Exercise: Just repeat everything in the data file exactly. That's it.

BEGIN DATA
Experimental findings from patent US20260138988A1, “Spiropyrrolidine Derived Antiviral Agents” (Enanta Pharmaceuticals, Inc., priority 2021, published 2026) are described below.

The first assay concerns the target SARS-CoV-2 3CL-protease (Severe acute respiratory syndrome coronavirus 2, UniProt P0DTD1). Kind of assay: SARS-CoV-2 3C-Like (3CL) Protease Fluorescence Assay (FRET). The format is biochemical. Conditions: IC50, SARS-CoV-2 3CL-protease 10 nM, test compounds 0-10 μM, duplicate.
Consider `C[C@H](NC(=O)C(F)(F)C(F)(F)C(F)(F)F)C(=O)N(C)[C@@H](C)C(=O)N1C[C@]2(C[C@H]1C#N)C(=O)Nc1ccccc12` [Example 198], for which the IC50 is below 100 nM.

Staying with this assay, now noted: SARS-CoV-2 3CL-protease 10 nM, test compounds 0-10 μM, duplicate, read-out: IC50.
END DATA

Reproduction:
Experimental findings from patent US20260138988A1, “Spiropyrrolidine Derived Antiviral Agents” (Enanta Pharmaceuticals, Inc., priority 2021, published 2026) are described below.

The first assay concerns the target SARS-CoV-2 3CL-protease (Severe acute respiratory syndrome coronavirus 2, UniProt P0DTD1). Kind of assay: SARS-CoV-2 3C-Like (3CL) Protease Fluorescence Assay (FRET). The format is biochemical. Conditions: IC50, SARS-CoV-2 3CL-protease 10 nM, test compounds 0-10 μM, duplicate.
Consider `C[C@H](NC(=O)C(F)(F)C(F)(F)C(F)(F)F)C(=O)N(C)[C@@H](C)C(=O)N1C[C@]2(C[C@H]1C#N)C(=O)Nc1ccccc12` [Example 198], for which the IC50 is below 100 nM.

Staying with this assay, now noted: SARS-CoV-2 3CL-protease 10 nM, test compounds 0-10 μM, duplicate, read-out: IC50.